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Court and legal news weekly roundup

This week’s highlights

  • After a judge made disparaging comments on accidental livestream, a high profile defense attorney plans to file an ethics complaint
  • A lawyer who used Zoom’s whisper feature to feed answers to a client is ordered to receive counseling
  • The Missouri supreme court decided that the use of video testimony violated the defendant’s Sixth Amendment right to confrontation
  • Houston company is hit with a lawsuit after allegedly failing to safeguard medical records and sensitive data from a September 3 cyberattack
  • Facebook loses bid to dismiss FTC anti-trust vote over claims of bias, a major blow to tech anti-trust lawsuits

Judge must take sensitivity training and receive counseling after accidentally broadcasting disparaging comments

A Chicago judge was unaware that his comments were being broadcast on YouTube as he made insulting comments about Jennifer Bonjean, a high-profile criminal defense attorney who was seeking to overturn her client’s criminal conviction.

Judge William B. Raines made comments such as “Can you imagine waking up next to her every day? Oh, my God!” and “Did you see her going nuts? Glasses off, fingers through her hair, the phone’s going all over the place, it’s insane,” before he realized that his comments were being streamed live on YouTube and stopped the feed. Prosecutors in the case also responded with disparaging remarks, including “There would be a number of things wrong with my life if I was waking up next to her every day,” and comments about the appearance of Bonjean’s assistant.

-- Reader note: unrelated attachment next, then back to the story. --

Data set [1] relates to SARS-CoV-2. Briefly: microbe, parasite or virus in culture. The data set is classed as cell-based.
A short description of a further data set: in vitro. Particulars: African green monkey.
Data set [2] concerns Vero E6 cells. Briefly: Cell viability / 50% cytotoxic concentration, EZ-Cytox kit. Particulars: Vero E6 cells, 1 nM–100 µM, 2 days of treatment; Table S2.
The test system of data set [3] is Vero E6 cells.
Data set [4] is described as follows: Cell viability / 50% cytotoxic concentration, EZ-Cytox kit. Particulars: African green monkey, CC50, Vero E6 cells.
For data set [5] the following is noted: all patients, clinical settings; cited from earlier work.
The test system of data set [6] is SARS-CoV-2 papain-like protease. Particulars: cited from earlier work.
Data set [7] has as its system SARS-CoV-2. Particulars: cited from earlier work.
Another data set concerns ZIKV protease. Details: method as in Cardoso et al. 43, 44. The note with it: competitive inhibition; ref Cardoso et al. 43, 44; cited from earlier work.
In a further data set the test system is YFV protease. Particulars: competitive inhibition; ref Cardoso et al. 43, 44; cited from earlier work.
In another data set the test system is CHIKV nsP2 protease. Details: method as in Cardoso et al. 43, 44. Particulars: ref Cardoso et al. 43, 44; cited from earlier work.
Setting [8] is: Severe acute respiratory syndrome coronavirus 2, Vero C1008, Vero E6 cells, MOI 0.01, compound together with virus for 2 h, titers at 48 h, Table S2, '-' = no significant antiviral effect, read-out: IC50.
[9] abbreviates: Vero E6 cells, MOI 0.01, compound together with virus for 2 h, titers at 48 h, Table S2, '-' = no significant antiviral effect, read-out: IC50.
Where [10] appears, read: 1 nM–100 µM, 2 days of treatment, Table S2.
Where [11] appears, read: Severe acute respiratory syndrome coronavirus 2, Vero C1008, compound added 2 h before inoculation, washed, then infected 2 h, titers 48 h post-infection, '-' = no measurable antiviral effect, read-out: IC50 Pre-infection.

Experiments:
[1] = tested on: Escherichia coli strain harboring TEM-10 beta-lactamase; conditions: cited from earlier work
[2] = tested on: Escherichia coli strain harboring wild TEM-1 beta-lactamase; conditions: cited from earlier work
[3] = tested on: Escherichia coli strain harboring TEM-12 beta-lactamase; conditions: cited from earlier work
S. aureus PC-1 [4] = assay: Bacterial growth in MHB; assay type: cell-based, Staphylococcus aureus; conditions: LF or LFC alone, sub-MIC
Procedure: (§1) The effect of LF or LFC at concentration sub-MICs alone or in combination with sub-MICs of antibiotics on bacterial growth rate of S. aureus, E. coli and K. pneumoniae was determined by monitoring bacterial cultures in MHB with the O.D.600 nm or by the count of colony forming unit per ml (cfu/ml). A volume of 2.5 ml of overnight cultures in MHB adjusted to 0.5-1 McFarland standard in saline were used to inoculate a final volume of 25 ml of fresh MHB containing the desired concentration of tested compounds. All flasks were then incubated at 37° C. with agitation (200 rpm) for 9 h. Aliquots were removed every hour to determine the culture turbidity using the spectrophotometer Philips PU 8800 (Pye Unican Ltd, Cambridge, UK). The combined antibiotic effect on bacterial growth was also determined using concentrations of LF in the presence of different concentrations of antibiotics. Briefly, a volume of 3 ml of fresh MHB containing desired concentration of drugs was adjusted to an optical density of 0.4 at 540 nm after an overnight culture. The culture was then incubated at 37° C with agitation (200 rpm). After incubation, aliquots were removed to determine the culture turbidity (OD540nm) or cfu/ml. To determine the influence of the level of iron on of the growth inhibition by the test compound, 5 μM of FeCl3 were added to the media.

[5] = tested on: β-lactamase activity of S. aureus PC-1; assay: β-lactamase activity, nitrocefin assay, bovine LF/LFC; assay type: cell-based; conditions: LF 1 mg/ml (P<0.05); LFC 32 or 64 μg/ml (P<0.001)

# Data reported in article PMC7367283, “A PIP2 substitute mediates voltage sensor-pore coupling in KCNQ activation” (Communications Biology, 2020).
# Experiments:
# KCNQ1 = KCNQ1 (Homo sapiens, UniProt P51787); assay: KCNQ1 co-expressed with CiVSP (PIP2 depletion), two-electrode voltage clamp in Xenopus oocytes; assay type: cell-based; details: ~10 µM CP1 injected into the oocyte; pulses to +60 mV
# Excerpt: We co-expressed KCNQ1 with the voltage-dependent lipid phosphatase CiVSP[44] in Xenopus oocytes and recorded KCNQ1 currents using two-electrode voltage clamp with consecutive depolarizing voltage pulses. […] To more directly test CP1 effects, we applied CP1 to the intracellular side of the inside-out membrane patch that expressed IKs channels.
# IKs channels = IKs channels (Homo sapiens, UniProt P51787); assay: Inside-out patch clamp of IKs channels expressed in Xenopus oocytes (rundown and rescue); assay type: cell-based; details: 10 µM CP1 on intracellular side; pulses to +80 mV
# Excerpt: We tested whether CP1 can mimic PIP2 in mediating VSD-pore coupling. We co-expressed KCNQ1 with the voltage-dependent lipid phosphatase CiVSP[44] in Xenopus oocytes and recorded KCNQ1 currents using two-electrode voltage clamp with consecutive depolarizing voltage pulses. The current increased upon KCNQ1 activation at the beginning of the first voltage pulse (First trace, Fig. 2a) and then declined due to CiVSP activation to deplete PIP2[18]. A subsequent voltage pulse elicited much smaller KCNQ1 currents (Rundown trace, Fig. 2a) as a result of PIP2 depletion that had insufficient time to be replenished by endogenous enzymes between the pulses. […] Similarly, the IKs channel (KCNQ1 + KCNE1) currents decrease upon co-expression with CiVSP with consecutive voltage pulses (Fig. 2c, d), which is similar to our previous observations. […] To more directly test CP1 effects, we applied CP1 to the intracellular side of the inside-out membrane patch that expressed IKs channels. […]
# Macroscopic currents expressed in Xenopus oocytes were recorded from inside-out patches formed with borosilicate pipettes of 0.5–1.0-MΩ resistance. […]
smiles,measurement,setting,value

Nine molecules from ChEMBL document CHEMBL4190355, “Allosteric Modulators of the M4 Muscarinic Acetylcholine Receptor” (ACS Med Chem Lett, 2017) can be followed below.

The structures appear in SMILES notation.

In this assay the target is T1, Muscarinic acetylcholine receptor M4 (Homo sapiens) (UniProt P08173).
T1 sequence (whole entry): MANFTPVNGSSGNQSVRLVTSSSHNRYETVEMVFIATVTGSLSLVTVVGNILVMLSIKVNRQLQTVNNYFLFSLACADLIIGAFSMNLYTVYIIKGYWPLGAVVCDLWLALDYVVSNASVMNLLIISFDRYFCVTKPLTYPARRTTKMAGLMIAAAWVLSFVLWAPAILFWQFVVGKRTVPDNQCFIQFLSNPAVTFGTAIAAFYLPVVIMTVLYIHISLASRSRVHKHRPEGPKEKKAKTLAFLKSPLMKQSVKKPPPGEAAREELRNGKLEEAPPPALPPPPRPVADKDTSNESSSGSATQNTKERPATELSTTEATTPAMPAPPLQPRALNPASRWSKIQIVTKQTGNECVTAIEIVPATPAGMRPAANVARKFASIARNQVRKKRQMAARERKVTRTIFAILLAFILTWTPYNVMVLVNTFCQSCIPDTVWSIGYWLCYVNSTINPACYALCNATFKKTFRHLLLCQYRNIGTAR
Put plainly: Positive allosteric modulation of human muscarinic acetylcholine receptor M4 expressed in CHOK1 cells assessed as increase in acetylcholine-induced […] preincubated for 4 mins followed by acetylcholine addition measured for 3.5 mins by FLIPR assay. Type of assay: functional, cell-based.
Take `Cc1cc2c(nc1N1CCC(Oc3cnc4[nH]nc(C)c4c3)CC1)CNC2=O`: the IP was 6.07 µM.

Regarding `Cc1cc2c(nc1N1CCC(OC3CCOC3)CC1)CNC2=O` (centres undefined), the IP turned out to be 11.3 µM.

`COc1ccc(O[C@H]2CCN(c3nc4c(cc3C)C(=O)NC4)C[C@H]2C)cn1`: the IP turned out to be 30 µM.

Cook County Circuit Court Chief Judge Timothy Evans signed an order Tuesday reassigning Raines to other duties that likely include paperwork, the Chicago Tribune reports. He also must take sensitivity training and receive counseling on gender bias. The order said the matter will be referred to the Illinois Judicial Inquiry Board…Cook County State’s Attorney Kim Foxx said in a statement the prosecutors’ conduct “will be addressed appropriately” as a personnel matter. Bonjean told the Chicago Tribune that the prosecutors and Foxx have reached out to her to apologize. (From ABA Journal)

During the trial, Raines had grown frustrated with Bonjean for behaviors such as interrupting, shaking her head, and accusing the prosecutors of lying. Bonjean intends to file an ethics complaint against Raines.

Attorney sanctioned and ordered to receive counseling after using Zoom whisper feature to improperly assist client